You may get all public information on them. This is a picture, full name, age, gender, DOB, street address, city, state, zip code, victim sex and age, shoe size and supervision status. Also a brief description of the crime committed.


If the victim of the offender was under 17 years of age then a notice is sent to schools in the area where offender lives.


Yes, you just have to call and request someone to come out.


This number changes on a daily basis, however, Perry County does have the largest numbers of sex offenders in the State.


Yes, the Texas Department of Public Safety has a web site you can search free of charge.


Each State is different but all 50 states have some type of sex offender registration law. View another good source to find out about other states.


If a sex offender has a High-risk level the Department of Public Safety is to mail out postcards to the community he has moved to.


Offenders convicted after September 1, 1999 are given a Static 99 test. This is a simple test about the offender's criminal history and refers to the crime committed. The offender will be given a high, moderate or low risk assignment. This level is used for public notification purposes only.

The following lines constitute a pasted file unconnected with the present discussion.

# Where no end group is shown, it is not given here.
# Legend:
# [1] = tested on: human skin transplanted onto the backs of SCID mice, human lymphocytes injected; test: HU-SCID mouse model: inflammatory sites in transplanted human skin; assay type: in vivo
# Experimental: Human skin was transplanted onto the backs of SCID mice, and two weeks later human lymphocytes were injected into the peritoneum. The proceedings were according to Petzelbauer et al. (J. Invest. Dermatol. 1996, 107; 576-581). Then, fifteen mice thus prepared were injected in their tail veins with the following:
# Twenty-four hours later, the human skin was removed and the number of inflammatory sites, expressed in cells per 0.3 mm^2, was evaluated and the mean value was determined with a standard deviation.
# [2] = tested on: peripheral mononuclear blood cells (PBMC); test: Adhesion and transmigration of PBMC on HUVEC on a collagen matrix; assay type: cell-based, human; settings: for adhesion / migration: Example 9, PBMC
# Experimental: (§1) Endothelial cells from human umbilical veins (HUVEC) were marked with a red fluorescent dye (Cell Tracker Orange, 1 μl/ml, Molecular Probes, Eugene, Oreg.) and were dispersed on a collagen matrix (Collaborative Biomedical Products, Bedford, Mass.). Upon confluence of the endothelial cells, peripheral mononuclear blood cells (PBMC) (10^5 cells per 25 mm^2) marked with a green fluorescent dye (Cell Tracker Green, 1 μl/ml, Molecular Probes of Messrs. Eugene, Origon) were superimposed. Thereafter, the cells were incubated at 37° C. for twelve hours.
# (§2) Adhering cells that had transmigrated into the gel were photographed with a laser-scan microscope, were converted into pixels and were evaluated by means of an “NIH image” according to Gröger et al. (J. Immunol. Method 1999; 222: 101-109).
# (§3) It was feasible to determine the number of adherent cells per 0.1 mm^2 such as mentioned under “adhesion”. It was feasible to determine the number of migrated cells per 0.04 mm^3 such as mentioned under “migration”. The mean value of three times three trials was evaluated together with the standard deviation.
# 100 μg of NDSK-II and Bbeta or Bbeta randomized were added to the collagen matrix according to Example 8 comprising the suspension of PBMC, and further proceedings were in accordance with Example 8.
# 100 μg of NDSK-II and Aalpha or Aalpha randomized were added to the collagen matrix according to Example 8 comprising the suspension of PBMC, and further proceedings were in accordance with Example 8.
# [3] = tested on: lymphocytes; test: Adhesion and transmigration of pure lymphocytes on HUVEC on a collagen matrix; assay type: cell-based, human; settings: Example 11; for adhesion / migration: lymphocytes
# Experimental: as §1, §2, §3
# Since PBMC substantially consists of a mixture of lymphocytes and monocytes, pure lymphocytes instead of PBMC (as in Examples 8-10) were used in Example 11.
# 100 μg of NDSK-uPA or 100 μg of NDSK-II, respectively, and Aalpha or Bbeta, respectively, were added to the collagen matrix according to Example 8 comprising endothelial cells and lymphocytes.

No.  A test cannot tell us for sure if a sex offender will offend again. It is known sex offenders do have a high recidivism rate. There is no real way to tell if an offender will offend again.


Some offenders are not required to register by law because of when they committed their offense. Judges exempt some sex offenders from registration, however the law is very specific on whom a Judge can exempt from registration.



There is no criminal law saying you cannot put out public information on sex offenders. We do not recommend this action. Our recommendation is to invite out the police agency that registers the offender and have a community meeting so correct information can be given out.


Yes offenders have rights.


Yes, you may report him to your local law enforcement agency.


If the offender is under supervision they will most likely have restrictions about being around children under 17. Each offender's conditions are set to their needs.


No. Only sex offenders who were convicted after September 1, 1995 and their victim was under 17 years of age are printed in the newspaper. If an offender has received a LOW risk level he is only published in the paper for the very first time he is required to register. No juvenile offenders are published in the paper.


Maybe. A Judge can exempt juveniles adjudicated for a sex crime from registration.  A juvenile Judge can make an offender register as an adult sex offender would. They can have them register with law enforcement and registration is not public information, or they can exempt them from registration all together.


If he was convicted of a sexually violent offense they will register for the rest of their life. If it was for a non-sexually violent offense they will register for the duration of their supervision plus ten years. Juveniles adjudicated for any sex crime will register for ten years past their supervision.